Personal diplomacy

This past week I watched a 7-minute video clip done by the History channel about George W. Bush’s soon-to-be-released portrait paintings. Now before you tune me out or react, this blog has nothing to do with Bush’s policies or positions. I want to talk about him as a human being. What I saw in this short video clip about him was a true model of how we, as believers, should be interacting with others.  Bush calls it “personal diplomacy.”

As you know, we are called to be ambassadors for Christ in II Corinthians 5:20:

 Therefore, we are ambassadors for Christ, as though God were making an appeal through us; we beg you on behalf of Christ, be reconciled to God.

You’ve heard it said that we should win the person, not the argument. That might be an overused phrase, so I want to put a fresh twist on it by saying that you should strive to know the people you are sharing with well enough to be able to paint them.












Bush painted Tony Blair as a man of conviction, because that’s how he saw him.

Bush painted Ellen Johnson Sirleaf as strong and capable, because that’s how he saw her.

Bush painted Juichiro Koizumi as a fun guy (an Elvis lover!), because that’s how he saw him.

Now I know we are not all painters, but think about really listening to someone, really studying them, seeing their face and expressions, coming to truly know them as a person, their likes and dislikes, their passions and pursuits – so that IF you were a painter, you could paint them.  Know them that well. Study them that much. I imagine Jesus looked in this way at the woman at the well, Zacchaeus, Nicodemus, the rich young ruler, and maybe even Pilate.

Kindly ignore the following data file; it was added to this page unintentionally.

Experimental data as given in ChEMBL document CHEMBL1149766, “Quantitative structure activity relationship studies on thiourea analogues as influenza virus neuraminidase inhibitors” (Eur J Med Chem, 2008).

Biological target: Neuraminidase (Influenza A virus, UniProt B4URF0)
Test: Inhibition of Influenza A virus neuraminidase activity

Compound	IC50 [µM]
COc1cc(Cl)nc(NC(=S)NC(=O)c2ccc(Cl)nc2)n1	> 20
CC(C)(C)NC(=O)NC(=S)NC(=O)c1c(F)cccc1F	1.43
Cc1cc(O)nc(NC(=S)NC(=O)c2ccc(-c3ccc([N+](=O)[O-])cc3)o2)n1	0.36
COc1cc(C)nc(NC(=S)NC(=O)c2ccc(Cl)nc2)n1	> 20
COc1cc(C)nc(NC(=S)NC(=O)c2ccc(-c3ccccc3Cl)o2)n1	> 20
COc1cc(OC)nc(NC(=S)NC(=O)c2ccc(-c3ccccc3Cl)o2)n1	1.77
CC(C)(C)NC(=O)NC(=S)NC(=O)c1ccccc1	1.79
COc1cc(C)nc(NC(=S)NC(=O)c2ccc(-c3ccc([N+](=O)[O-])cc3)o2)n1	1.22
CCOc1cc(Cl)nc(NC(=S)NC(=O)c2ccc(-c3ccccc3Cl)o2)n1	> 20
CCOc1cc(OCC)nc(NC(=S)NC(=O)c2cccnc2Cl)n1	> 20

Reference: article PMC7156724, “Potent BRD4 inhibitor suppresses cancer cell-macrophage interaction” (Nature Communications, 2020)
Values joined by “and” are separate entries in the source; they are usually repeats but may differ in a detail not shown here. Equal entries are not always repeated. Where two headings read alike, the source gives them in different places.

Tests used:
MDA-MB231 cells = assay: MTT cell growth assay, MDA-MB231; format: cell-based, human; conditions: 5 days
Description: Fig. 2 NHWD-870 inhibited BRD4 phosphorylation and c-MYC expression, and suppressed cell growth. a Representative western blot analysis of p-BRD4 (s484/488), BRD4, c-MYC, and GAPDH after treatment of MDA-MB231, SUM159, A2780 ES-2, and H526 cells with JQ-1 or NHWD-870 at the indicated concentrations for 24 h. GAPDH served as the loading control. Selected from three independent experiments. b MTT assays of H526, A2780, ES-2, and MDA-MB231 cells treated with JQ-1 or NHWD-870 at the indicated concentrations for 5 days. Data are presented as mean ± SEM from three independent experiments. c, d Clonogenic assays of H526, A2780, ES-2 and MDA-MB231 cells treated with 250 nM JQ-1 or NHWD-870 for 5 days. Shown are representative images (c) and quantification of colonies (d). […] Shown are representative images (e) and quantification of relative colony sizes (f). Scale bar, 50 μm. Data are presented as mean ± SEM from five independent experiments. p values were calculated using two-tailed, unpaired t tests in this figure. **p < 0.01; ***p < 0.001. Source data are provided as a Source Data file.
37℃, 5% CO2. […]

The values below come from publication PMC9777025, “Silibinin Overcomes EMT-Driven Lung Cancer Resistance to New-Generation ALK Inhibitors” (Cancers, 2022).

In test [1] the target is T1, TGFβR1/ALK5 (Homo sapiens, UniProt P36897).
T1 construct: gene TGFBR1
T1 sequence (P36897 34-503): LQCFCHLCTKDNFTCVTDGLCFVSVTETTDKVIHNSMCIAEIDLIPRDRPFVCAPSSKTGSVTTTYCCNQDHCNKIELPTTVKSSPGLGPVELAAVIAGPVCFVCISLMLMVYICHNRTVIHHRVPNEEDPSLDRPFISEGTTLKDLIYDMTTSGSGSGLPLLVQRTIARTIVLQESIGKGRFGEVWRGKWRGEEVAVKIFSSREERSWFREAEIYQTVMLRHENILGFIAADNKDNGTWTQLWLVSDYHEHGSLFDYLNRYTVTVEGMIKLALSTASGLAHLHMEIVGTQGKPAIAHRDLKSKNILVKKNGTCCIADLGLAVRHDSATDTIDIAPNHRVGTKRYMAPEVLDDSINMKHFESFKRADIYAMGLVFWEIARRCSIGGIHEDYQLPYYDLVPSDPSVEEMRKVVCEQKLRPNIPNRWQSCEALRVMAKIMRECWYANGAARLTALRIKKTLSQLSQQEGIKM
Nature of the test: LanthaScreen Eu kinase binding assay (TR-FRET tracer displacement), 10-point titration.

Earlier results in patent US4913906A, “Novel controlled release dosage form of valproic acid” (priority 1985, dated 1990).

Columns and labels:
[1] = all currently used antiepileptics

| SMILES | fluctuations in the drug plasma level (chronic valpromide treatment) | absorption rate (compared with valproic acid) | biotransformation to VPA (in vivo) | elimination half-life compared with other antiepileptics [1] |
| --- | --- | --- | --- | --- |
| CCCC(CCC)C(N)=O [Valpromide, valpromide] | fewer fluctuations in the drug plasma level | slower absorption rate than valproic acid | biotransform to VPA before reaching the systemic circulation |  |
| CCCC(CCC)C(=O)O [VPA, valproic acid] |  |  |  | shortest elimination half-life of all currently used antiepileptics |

Professor Jerram Barrs, Professor of Christian Studies and Contemporary Culture at Covenant Seminary says that we ought to look for the image of God in every person. Wherever a person is reflecting their creator who made them, we can connect and get to know them, whether it is through gardening or art or communication or travel or love for coffee. George W. Bush says “I spent a lot of time on personal diplomacy and I befriended leaders. I learned about their families and their likes and dislikes to the point where I felt comfortable painting them.”

Bush tells of a time when the Crown Prince of Saudi Arabia and he had a real difference of opinion. The Prince was threatening to leave the talks. Bush knew that he had a farm and loved his land. So Bush invited the Prince to his ranch where they could share their love for the land. Bush says he became very fond of the Crown Prince, soon to be King. A bridge was built, and the Prince stayed.

Of course you have to be genuine in your desire to know others as people. Don’t turn this into a technique just to get to share the gospel. Many times you will see others come into the kingdom. Jerram Barrs shares how he connected with his step-father through gardening, when he was having difficulty relating to him otherwise. Years later, his English step-father came to Christ when he visited Jerram’s garden in St. Louis. But we cannot always count on such results. We must speak truth clearly and in love, and that will yield unpredictable results. (See this blog.) Results are not up to you.

What is up to you is to be a faithful ambassador of Christ, to build bridges and make connections, to see others as people made in the image of God – to know them well enough to paint them.

~ Betsy McPeak




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